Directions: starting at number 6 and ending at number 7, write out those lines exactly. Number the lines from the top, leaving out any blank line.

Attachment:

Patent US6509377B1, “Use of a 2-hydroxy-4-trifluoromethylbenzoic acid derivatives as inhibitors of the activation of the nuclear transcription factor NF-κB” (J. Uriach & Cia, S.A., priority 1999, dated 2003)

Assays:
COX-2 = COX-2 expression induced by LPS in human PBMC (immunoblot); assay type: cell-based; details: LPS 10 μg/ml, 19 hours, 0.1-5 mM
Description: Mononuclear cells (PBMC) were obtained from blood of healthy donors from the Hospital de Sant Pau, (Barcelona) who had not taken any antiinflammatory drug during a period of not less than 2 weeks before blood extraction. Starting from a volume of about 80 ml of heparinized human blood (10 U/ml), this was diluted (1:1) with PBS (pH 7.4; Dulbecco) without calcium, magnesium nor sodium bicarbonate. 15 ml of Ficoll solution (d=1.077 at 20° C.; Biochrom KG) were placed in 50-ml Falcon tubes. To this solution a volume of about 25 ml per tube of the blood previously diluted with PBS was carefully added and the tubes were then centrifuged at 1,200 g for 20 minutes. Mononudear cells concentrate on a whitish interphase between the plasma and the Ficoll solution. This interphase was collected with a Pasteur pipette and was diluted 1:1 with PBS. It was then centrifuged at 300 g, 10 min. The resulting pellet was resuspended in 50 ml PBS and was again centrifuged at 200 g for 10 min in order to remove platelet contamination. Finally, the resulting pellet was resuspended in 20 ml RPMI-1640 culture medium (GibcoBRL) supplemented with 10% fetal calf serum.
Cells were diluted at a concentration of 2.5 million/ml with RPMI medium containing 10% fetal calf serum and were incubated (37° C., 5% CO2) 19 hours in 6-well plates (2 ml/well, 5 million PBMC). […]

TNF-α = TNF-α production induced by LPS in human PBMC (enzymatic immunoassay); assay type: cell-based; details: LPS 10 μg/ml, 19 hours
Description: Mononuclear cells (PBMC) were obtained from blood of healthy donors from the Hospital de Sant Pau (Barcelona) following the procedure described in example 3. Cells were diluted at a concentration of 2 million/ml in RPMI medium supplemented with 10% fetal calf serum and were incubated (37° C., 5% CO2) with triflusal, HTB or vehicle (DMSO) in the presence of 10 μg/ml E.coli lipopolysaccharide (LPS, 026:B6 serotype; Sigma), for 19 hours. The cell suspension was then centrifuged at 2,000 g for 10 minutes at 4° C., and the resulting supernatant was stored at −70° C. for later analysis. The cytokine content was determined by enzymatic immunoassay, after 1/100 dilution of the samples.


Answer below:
TNF-α = TNF-α production induced by LPS in human PBMC (enzymatic immunoassay); assay type: cell-based; details: LPS 10 μg/ml, 19 hours
Description: Mononuclear cells (PBMC) were obtained from blood of healthy donors from the Hospital de Sant Pau (Barcelona) following the procedure described in example 3. Cells were diluted at a concentration of 2 million/ml in RPMI medium supplemented with 10% fetal calf serum and were incubated (37° C., 5% CO2) with triflusal, HTB or vehicle (DMSO) in the presence of 10 μg/ml E.coli lipopolysaccharide (LPS, 026:B6 serotype; Sigma), for 19 hours. The cell suspension was then centrifuged at 2,000 g for 10 minutes at 4° C., and the resulting supernatant was stored at −70° C. for later analysis. The cytokine content was determined by enzymatic immunoassay, after 1/100 dilution of the samples.